What is slightly confusing – given that Vance tends to champion the underdog – is the role, metaphorical or otherwise, of the Yips. Yips are descended from human stock but can no longer interbreed with other humans. They were brought to Cadwal to be used as cheap transient labour since the Charter forbids an increase in native population, but they have settled and have begun to swell in numbers.
As a possibly redeeming feature, Vance portrays the Yips as immoral, inhuman and corrupt. Their thought processes are not the same as the rest of Humanity. The conservationists plan to resettle the Yips while the LPFers (Life, Peace and Freedom) wish to allow them to settle on Cadwal and be supervise by LPFers who would, of course, then have their own estates and land from which to supervise, and would be exploiting the Yips for their own gain.
Vance never portrays the Yips as victims however. They appear to be a ruthless community with no redeeming features.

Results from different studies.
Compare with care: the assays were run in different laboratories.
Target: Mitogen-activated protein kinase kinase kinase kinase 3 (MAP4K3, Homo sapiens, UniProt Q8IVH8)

Nevertheless it is a little disquieting for the main characters to be discussing ‘the Yip problem’ in terms of ridding the planet of what is in effect an ethnic minority.
‘Necroscope’ is an odd beast of a book. Firstly one would be bound to suggest that it is a tad ‘off-genre’ in that the marketing boffins would inevitably class it as ‘Horror’. Many of its elements however fall strictly under the SF umbrella. Lumley’s vampires, for instance, whose origins are explained more fully in later volumes, have an arguably plausible biological and scientific basis. The vampires are parasites which infect their human hosts and slowly rebuild them into virtually immortal beings.